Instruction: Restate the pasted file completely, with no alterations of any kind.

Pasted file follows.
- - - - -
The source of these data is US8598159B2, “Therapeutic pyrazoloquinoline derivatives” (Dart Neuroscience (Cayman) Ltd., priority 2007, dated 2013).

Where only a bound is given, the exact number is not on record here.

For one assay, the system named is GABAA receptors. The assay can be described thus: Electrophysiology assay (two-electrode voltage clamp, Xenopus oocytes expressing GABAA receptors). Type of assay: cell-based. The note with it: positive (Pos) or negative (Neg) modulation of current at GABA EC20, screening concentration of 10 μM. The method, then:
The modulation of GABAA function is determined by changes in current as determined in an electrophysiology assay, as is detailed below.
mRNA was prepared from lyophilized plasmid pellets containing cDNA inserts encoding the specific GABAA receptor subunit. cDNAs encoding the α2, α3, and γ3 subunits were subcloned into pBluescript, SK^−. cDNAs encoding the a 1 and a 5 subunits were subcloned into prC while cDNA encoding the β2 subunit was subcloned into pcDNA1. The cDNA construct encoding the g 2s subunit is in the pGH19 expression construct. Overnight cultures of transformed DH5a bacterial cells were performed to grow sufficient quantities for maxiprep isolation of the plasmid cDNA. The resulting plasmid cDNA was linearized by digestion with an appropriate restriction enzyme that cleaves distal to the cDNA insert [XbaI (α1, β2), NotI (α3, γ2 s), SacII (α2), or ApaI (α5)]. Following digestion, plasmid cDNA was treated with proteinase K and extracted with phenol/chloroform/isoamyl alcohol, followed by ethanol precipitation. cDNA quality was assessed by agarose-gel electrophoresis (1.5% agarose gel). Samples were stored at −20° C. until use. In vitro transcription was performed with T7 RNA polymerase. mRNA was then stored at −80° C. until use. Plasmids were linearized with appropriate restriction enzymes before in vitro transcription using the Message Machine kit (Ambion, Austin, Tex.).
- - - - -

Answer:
The source of these data is US8598159B2, “Therapeutic pyrazoloquinoline derivatives” (Dart Neuroscience (Cayman) Ltd., priority 2007, dated 2013).

Where only a bound is given, the exact number is not on record here.

For one assay, the system named is GABAA receptors. The assay can be described thus: Electrophysiology assay (two-electrode voltage clamp, Xenopus oocytes expressing GABAA receptors). Type of assay: cell-based. The note with it: positive (Pos) or negative (Neg) modulation of current at GABA EC20, screening concentration of 10 μM. The method, then:
The modulation of GABAA function is determined by changes in current as determined in an electrophysiology assay, as is detailed below.
mRNA was prepared from lyophilized plasmid pellets containing cDNA inserts encoding the specific GABAA receptor subunit. cDNAs encoding the α2, α3, and γ3 subunits were subcloned into pBluescript, SK^−. cDNAs encoding the a 1 and a 5 subunits were subcloned into prC while cDNA encoding the β2 subunit was subcloned into pcDNA1. The cDNA construct encoding the g 2s subunit is in the pGH19 expression construct. Overnight cultures of transformed DH5a bacterial cells were performed to grow sufficient quantities for maxiprep isolation of the plasmid cDNA. The resulting plasmid cDNA was linearized by digestion with an appropriate restriction enzyme that cleaves distal to the cDNA insert [XbaI (α1, β2), NotI (α3, γ2 s), SacII (α2), or ApaI (α5)]. Following digestion, plasmid cDNA was treated with proteinase K and extracted with phenol/chloroform/isoamyl alcohol, followed by ethanol precipitation. cDNA quality was assessed by agarose-gel electrophoresis (1.5% agarose gel). Samples were stored at −20° C. until use. In vitro transcription was performed with T7 RNA polymerase. mRNA was then stored at −80° C. until use. Plasmids were linearized with appropriate restriction enzymes before in vitro transcription using the Message Machine kit (Ambion, Austin, Tex.).